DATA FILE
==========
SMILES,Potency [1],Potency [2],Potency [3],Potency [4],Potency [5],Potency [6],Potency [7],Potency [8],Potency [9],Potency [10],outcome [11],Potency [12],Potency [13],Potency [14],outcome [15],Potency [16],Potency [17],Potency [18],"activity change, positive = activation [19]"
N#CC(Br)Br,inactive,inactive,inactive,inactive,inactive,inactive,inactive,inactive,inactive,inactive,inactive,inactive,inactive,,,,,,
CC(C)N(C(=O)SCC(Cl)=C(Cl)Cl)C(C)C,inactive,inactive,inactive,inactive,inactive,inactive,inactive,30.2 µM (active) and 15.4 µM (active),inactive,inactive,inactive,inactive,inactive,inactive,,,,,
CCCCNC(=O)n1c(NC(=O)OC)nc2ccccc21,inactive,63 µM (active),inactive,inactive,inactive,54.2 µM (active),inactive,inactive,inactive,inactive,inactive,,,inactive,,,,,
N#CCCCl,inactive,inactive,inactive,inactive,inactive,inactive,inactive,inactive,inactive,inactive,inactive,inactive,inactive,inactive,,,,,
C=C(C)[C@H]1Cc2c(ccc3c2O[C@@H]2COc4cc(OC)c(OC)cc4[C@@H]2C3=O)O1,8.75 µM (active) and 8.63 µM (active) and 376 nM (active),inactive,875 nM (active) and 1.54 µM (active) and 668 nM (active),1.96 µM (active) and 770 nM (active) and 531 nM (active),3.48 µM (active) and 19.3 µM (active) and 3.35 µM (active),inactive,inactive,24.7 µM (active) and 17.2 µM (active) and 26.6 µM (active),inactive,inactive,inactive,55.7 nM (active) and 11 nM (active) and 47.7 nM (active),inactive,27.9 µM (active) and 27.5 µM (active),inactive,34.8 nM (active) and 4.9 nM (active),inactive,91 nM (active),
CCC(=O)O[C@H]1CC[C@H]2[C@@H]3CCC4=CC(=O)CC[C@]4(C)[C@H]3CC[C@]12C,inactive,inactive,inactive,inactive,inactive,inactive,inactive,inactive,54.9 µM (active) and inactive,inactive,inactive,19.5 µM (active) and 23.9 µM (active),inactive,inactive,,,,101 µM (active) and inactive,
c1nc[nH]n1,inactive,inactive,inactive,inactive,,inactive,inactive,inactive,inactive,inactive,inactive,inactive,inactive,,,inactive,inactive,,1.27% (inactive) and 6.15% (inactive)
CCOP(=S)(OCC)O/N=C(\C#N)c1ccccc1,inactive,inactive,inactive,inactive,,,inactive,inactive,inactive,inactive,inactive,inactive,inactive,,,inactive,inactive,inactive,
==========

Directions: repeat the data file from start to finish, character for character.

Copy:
SMILES,Potency [1],Potency [2],Potency [3],Potency [4],Potency [5],Potency [6],Potency [7],Potency [8],Potency [9],Potency [10],outcome [11],Potency [12],Potency [13],Potency [14],outcome [15],Potency [16],Potency [17],Potency [18],"activity change, positive = activation [19]"
N#CC(Br)Br,inactive,inactive,inactive,inactive,inactive,inactive,inactive,inactive,inactive,inactive,inactive,inactive,inactive,,,,,,
CC(C)N(C(=O)SCC(Cl)=C(Cl)Cl)C(C)C,inactive,inactive,inactive,inactive,inactive,inactive,inactive,30.2 µM (active) and 15.4 µM (active),inactive,inactive,inactive,inactive,inactive,inactive,,,,,
CCCCNC(=O)n1c(NC(=O)OC)nc2ccccc21,inactive,63 µM (active),inactive,inactive,inactive,54.2 µM (active),inactive,inactive,inactive,inactive,inactive,,,inactive,,,,,
N#CCCCl,inactive,inactive,inactive,inactive,inactive,inactive,inactive,inactive,inactive,inactive,inactive,inactive,inactive,inactive,,,,,
C=C(C)[C@H]1Cc2c(ccc3c2O[C@@H]2COc4cc(OC)c(OC)cc4[C@@H]2C3=O)O1,8.75 µM (active) and 8.63 µM (active) and 376 nM (active),inactive,875 nM (active) and 1.54 µM (active) and 668 nM (active),1.96 µM (active) and 770 nM (active) and 531 nM (active),3.48 µM (active) and 19.3 µM (active) and 3.35 µM (active),inactive,inactive,24.7 µM (active) and 17.2 µM (active) and 26.6 µM (active),inactive,inactive,inactive,55.7 nM (active) and 11 nM (active) and 47.7 nM (active),inactive,27.9 µM (active) and 27.5 µM (active),inactive,34.8 nM (active) and 4.9 nM (active),inactive,91 nM (active),
CCC(=O)O[C@H]1CC[C@H]2[C@@H]3CCC4=CC(=O)CC[C@]4(C)[C@H]3CC[C@]12C,inactive,inactive,inactive,inactive,inactive,inactive,inactive,inactive,54.9 µM (active) and inactive,inactive,inactive,19.5 µM (active) and 23.9 µM (active),inactive,inactive,,,,101 µM (active) and inactive,
c1nc[nH]n1,inactive,inactive,inactive,inactive,,inactive,inactive,inactive,inactive,inactive,inactive,inactive,inactive,,,inactive,inactive,,1.27% (inactive) and 6.15% (inactive)
CCOP(=S)(OCC)O/N=C(\C#N)c1ccccc1,inactive,inactive,inactive,inactive,,,inactive,inactive,inactive,inactive,inactive,inactive,inactive,,,inactive,inactive,inactive,